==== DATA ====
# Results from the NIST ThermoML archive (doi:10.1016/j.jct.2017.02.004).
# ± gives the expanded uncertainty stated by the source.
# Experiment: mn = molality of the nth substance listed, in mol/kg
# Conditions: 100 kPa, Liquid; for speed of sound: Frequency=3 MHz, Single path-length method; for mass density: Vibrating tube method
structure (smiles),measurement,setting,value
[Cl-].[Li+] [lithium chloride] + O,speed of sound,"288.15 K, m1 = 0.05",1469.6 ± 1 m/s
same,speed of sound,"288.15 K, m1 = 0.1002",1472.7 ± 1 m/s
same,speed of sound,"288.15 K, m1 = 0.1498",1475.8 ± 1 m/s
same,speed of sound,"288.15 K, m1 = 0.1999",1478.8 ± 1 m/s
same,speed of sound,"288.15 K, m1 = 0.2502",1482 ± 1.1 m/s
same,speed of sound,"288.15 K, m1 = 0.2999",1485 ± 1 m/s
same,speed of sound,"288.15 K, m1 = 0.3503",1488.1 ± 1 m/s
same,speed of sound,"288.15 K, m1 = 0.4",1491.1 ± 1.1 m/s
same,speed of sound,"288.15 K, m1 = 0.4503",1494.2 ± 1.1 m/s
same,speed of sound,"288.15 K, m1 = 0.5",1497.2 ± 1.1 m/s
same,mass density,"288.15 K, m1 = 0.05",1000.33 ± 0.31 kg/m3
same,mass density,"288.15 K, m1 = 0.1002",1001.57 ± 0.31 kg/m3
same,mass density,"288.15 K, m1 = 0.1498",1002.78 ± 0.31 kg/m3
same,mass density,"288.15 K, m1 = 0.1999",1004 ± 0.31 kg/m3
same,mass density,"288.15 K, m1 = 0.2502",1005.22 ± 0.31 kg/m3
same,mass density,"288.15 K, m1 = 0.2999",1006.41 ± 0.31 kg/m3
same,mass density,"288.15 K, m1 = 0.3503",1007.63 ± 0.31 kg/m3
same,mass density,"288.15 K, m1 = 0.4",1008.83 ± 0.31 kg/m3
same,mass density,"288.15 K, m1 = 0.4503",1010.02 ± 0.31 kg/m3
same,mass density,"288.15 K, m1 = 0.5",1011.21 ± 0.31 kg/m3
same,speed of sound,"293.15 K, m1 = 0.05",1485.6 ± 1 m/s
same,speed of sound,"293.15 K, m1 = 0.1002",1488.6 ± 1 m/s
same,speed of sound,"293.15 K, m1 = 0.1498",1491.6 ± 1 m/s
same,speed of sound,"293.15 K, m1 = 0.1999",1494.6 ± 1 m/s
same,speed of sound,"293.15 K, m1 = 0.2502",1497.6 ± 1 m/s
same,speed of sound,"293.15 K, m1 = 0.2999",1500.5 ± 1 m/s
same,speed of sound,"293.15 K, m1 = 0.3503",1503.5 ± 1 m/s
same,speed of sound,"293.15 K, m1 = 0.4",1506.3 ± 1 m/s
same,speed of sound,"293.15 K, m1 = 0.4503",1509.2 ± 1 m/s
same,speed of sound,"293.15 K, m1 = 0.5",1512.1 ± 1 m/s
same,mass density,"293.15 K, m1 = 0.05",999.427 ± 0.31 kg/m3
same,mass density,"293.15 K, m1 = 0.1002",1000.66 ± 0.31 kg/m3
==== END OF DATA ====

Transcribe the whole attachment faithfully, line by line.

# Results from the NIST ThermoML archive (doi:10.1016/j.jct.2017.02.004).
# ± gives the expanded uncertainty stated by the source.
# Experiment: mn = molality of the nth substance listed, in mol/kg
# Conditions: 100 kPa, Liquid; for speed of sound: Frequency=3 MHz, Single path-length method; for mass density: Vibrating tube method
structure (smiles),measurement,setting,value
[Cl-].[Li+] [lithium chloride] + O,speed of sound,"288.15 K, m1 = 0.05",1469.6 ± 1 m/s
same,speed of sound,"288.15 K, m1 = 0.1002",1472.7 ± 1 m/s
same,speed of sound,"288.15 K, m1 = 0.1498",1475.8 ± 1 m/s
same,speed of sound,"288.15 K, m1 = 0.1999",1478.8 ± 1 m/s
same,speed of sound,"288.15 K, m1 = 0.2502",1482 ± 1.1 m/s
same,speed of sound,"288.15 K, m1 = 0.2999",1485 ± 1 m/s
same,speed of sound,"288.15 K, m1 = 0.3503",1488.1 ± 1 m/s
same,speed of sound,"288.15 K, m1 = 0.4",1491.1 ± 1.1 m/s
same,speed of sound,"288.15 K, m1 = 0.4503",1494.2 ± 1.1 m/s
same,speed of sound,"288.15 K, m1 = 0.5",1497.2 ± 1.1 m/s
same,mass density,"288.15 K, m1 = 0.05",1000.33 ± 0.31 kg/m3
same,mass density,"288.15 K, m1 = 0.1002",1001.57 ± 0.31 kg/m3
same,mass density,"288.15 K, m1 = 0.1498",1002.78 ± 0.31 kg/m3
same,mass density,"288.15 K, m1 = 0.1999",1004 ± 0.31 kg/m3
same,mass density,"288.15 K, m1 = 0.2502",1005.22 ± 0.31 kg/m3
same,mass density,"288.15 K, m1 = 0.2999",1006.41 ± 0.31 kg/m3
same,mass density,"288.15 K, m1 = 0.3503",1007.63 ± 0.31 kg/m3
same,mass density,"288.15 K, m1 = 0.4",1008.83 ± 0.31 kg/m3
same,mass density,"288.15 K, m1 = 0.4503",1010.02 ± 0.31 kg/m3
same,mass density,"288.15 K, m1 = 0.5",1011.21 ± 0.31 kg/m3
same,speed of sound,"293.15 K, m1 = 0.05",1485.6 ± 1 m/s
same,speed of sound,"293.15 K, m1 = 0.1002",1488.6 ± 1 m/s
same,speed of sound,"293.15 K, m1 = 0.1498",1491.6 ± 1 m/s
same,speed of sound,"293.15 K, m1 = 0.1999",1494.6 ± 1 m/s
same,speed of sound,"293.15 K, m1 = 0.2502",1497.6 ± 1 m/s
same,speed of sound,"293.15 K, m1 = 0.2999",1500.5 ± 1 m/s
same,speed of sound,"293.15 K, m1 = 0.3503",1503.5 ± 1 m/s
same,speed of sound,"293.15 K, m1 = 0.4",1506.3 ± 1 m/s
same,speed of sound,"293.15 K, m1 = 0.4503",1509.2 ± 1 m/s
same,speed of sound,"293.15 K, m1 = 0.5",1512.1 ± 1 m/s
same,mass density,"293.15 K, m1 = 0.05",999.427 ± 0.31 kg/m3
same,mass density,"293.15 K, m1 = 0.1002",1000.66 ± 0.31 kg/m3